“Lord of the Dance” spectacular but sexist
Michael Flatley's Irish dance show gives its women too little to do.
Lord of the Dance electrified the air in the Milwaukee Theater Friday evening, as the North American touring company made a one-night stop. Irish dance sensation Michael Flatley created, choreographed, produced and directed Lord of the Dance, which has played to packed houses the world over since its inception in 1996. The mythic tale of Good vs. Evil and Love vs. Desire, based on folklore, creates a world of enchantment, mystery and passion.
Antagonist Zoltan Papp as Don Dorcha, Lord of Darkness, vies with hero Zachary Klingenberg, in the title role that Flatley created. They battle for ascendancy in this mythic land through barrages of intricate Celtic footwork and modern stage combat. The conflict rises in ever more demanding choreography that propels the story with ever-increasing intensity.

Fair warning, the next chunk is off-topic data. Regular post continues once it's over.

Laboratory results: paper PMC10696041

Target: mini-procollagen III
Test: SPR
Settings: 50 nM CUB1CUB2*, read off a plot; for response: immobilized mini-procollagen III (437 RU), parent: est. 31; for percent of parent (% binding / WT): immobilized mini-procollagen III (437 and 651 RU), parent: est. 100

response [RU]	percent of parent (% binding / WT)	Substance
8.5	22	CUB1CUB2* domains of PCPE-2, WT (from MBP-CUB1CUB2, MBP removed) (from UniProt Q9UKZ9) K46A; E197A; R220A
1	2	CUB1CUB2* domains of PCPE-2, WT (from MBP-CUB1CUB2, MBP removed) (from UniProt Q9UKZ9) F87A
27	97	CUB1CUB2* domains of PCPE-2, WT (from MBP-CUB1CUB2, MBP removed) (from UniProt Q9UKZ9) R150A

Klingenberg’s precision footwork, athleticism and charisma captivated the audience, who cheered wildly whenever he threw a glance in its direction. His nemesis, Zoltan Papp was mesmerizing. Aisling Nally, as Saorise, the object of their desire, was lovely, but her dancing was often disappointing. Nally mostly stood behind the female corps or somewhere in their midst and waved her arms about in a sultry fashion. Sometimes she skipped across the stage like a little girl. The talented Andrea Kerns was sadly limited by a a role that required little more than writhing in a unitard as the lusty temptress, Morrighan.
Still, Lord of the Dance won a standing ovation and hearty cheers. As an encore, the dancers lined the stage and exhibited the synchronized percussive footwork that’s made Irish dancing so popular and spectacular, outstanding, breathtaking.